Loya Jirga to decide whether 15,000 US troops stay after 2014
Kabul (AsiaNews/Agencies) - The Loya Jirga, or grand assembly, of more than 2,000 Afghan elders met today to decide the fate of the US-Afghan security, which would allow up to 15,000 foreign troops to remain in Afghanistan after NATO forces, who currently number 75,000, pull out in 2014. Discussions are expected to last until this Sunday, with the final say up to the Afghan parliament.
The main issue is whether US troops would be subject to US or local courts. Washington has said that all its troops would be withdrawn if no legal immunity is agreed.
Another issue is whether US troops would be able to search Afghan homes. Aimal Faizi, Karzai's spokesman, said that Kabul had agreed that US forces could search homes, but only in "extraordinary circumstances" where there was an urgent risk to life.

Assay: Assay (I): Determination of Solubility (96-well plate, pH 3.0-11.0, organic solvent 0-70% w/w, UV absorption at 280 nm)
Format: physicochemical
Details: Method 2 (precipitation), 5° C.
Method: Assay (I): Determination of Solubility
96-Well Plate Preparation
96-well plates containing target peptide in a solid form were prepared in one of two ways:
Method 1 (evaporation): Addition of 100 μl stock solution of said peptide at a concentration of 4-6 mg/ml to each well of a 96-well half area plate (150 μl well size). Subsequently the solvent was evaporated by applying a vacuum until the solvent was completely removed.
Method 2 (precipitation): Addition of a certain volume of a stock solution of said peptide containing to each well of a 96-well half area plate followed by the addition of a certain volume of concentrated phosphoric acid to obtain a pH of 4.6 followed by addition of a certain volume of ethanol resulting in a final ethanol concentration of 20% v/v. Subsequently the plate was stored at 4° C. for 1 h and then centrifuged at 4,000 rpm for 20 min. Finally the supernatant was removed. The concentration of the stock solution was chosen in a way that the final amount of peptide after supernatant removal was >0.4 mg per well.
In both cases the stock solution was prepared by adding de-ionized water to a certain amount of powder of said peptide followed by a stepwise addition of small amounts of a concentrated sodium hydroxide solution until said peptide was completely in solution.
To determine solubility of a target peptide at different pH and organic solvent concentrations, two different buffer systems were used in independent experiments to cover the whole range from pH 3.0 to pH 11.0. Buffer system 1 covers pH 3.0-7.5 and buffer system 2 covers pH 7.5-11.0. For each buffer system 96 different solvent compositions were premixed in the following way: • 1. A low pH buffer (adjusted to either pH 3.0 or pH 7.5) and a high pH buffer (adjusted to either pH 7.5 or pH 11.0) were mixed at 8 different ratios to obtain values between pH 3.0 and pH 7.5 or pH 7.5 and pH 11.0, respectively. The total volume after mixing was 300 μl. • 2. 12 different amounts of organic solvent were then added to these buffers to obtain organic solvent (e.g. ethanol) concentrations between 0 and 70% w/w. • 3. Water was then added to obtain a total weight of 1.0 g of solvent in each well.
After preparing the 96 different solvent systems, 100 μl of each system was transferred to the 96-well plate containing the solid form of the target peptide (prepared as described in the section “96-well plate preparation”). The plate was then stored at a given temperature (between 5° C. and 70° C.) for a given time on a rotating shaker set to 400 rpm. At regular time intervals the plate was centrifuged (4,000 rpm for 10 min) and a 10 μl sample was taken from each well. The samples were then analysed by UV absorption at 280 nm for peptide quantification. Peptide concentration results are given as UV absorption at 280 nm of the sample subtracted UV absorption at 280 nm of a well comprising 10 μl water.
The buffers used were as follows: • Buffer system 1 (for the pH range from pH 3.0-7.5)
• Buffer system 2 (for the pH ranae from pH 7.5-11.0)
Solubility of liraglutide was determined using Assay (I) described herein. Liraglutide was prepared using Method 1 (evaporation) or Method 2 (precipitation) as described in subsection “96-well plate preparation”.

For months, the United States has been trying to get the Karzai government to decide on the total or partial withdrawal of US troops, an issue of vital importance to Washington, still bent on boosting its fight against Islamic terrorism.
Yesterday Kerry said the remaining forces would have "a very limited role" to "train, equip, and assist" with "no combat role for the United States forces".
The agreement for the withdrawal of the military was supposed to be signed by October and come into effect by the end of 2013.
Karzai summoned the Loya Jirga to get its support for the security agreement with the United States, but insisted that his successor, not him, would sign the deal after presidential elections are held in April 2014.
At the same time, the Afghan president added, "My trust with America is not good. I don't trust them and they don't trust me."